The majority of Elon students rely on predetermined major checksheets and degree audits to help them when registering for classes or working out their four-year-plan. But for about 30 Elon students, they rely on a checksheet they created for themselves.
Elon’s independent major program allows students to develop their own path to graduation, with the help of faculty members, by pulling together courses that fit their needs of wanting more than the traditional major.
For sophomore Crystal Sharp, her journey to creating her own major started when an associate professor of German recommended it for her. After discussing her options with Eric Ashley Hairston, coordinator of the independent major program, Sharp decided to pursue a major in German Studies rather than her previous major in English Literature.
“I met with him and I talked about it, and I was like, ‘I could do that,’” Sharp said. “‘I would rather do that than my major that I’m doing now. It seems more interesting to me.”
Sharp’s German Studies major includes German language, history and art history. The three areas of study must be complimentary of each other in order for it to meet the independent major requirements.
According to Sharp, the application for the independent major program is “hefty,” and students wishing to apply must propose a capstone project, as well as submit a tentative schedule with the specific courses they’ll take to complete the major. The process could take a while, as it has to be formally reviewed by the Curriculum Committee.
This extensive process almost forced senior Beth Lester to transfer. When the head of the independent major program at the time wouldn’t get back to her with answers, she started to panic.
“I started looking into other schools, thinking about possibly transferring for the fall of my junior year,” Lester said. “Luckily I didn’t have to do that.”
Despite the frustration it can bring, the application and requirements serve as a purposeful barrier to ensure students are intentional with their major. For that reason, for instance, students can’t have more than 66 completed credit hours when applying.
“They don’t want you basically taking a bunch of classes that you’ve already taken and being like, ‘Here’s this way where I can, like, mix them together,’” Lester said. “They really want it to be something well thought out.”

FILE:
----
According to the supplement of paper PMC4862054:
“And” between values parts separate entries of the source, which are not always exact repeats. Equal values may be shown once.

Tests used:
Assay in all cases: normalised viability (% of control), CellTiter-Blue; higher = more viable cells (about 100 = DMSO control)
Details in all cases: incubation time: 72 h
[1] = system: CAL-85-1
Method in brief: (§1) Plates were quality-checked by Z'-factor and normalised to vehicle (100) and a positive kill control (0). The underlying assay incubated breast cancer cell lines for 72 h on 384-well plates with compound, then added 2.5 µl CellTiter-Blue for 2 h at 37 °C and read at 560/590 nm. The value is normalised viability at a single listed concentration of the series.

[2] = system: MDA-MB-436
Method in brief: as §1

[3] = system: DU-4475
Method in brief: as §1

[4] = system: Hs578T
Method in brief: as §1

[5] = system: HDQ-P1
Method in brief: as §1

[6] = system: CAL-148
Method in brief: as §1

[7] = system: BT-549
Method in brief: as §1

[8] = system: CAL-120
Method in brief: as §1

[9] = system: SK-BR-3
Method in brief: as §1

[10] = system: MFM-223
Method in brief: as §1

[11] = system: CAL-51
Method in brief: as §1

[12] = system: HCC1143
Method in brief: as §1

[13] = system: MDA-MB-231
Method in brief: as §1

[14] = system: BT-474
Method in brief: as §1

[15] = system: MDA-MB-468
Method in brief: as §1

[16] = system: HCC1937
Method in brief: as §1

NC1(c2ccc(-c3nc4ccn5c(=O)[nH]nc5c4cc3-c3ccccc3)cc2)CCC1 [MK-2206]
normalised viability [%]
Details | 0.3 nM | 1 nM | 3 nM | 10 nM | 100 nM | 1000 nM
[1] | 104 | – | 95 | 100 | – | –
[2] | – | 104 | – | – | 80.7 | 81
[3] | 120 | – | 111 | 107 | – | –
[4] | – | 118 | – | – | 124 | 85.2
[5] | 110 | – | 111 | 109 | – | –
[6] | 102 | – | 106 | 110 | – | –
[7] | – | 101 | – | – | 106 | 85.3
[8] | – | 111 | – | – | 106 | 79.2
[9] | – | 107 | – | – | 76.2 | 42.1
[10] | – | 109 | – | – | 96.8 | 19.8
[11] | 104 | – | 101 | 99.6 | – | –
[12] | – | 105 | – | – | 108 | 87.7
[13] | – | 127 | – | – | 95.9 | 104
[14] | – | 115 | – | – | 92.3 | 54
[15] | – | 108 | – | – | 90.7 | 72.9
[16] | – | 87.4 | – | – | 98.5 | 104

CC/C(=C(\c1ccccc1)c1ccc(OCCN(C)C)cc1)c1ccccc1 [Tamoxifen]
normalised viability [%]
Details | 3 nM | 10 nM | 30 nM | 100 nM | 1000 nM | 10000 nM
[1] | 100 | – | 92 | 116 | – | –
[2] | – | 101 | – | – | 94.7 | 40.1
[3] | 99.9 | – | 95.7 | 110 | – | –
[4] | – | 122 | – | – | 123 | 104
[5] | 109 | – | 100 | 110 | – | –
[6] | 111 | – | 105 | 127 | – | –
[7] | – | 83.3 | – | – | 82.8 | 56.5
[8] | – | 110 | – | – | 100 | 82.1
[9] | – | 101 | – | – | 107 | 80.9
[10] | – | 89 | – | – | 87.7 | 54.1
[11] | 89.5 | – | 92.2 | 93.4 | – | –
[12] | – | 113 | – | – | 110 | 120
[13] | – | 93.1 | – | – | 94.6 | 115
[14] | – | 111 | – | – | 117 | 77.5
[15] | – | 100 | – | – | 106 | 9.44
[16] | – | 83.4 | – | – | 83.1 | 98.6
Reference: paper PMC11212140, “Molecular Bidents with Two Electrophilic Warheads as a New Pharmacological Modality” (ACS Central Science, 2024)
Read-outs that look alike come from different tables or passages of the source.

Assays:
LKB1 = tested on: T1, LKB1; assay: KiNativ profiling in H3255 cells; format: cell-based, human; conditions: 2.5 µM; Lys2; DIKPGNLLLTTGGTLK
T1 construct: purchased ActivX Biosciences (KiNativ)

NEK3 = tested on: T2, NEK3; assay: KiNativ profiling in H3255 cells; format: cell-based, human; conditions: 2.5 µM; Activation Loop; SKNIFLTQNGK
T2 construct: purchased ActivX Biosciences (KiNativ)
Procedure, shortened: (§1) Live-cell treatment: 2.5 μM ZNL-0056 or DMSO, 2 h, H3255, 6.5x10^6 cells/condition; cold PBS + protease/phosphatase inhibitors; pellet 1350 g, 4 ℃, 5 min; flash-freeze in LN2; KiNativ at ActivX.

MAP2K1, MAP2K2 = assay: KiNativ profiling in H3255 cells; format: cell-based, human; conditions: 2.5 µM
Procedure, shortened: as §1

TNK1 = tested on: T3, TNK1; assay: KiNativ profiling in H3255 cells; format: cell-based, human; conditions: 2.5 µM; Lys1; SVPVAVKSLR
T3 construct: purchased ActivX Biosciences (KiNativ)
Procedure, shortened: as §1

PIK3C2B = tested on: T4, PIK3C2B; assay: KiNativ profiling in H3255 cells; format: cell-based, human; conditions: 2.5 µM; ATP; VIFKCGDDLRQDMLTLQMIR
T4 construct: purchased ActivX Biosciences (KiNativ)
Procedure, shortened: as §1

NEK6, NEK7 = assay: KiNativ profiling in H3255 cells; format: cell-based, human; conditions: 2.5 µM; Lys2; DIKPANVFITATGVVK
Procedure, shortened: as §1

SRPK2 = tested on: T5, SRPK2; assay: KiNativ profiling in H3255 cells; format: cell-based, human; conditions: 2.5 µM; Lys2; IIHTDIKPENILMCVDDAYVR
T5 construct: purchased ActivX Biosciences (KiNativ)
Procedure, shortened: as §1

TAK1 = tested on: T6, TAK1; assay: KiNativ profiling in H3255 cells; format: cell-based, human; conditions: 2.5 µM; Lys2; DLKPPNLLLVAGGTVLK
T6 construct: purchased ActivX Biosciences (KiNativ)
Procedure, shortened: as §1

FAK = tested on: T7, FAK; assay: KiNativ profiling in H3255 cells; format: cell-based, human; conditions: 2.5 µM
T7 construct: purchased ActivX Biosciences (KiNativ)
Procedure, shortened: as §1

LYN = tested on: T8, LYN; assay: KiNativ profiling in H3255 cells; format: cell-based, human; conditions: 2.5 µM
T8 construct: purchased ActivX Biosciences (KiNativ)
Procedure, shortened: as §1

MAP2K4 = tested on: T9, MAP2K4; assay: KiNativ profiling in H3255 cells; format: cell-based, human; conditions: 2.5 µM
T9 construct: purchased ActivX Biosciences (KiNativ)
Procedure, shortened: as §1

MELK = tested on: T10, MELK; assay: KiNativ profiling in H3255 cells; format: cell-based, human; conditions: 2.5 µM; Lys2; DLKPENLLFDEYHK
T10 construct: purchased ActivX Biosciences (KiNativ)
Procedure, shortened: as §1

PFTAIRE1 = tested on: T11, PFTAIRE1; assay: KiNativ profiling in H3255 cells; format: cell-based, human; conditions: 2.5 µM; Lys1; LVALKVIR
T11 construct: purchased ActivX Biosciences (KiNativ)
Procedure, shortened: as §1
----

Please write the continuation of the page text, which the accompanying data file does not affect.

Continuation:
Unlike Sharp, Lester knew even before coming to Elon that she wanted something like the independent major program. She had an interest in industrial design, but also wanted and valued a liberal arts education.
“Most industrial design programs are not through liberal arts schools because you’re spending so much time in the studio and you’re building a portfolio and you’re getting ready to go out and work in the workforce,” Lester said. “There’s much less of a focus on pursuing other passions.”
Lester’s industrial design studies major displays the interdisciplinary aspect of creating a unique major. While her major primarily draws from engineering and art, it also includes courses in art history, computer science, physics and math.
After graduation, Lester will continue her education at Northwestern University, as she pursues a master’s degree in engineering design.
“The program focuses on going through the process of coming up with an idea and bringing it to fruition, which is super exciting,” Lester said.
As for Sharp, her major could take her in a few different directions. She hopes to either teach English in a German-speaking country, go to graduate school and become a professor or work as a liaison between U.S. and German companies.
While creating your own major can be difficult at times, Lester just wants students to be aware of the opportunity.
“You can explore the option,” Lester said. “If you have something unique that you want to pursue that we don’t have here, you can.”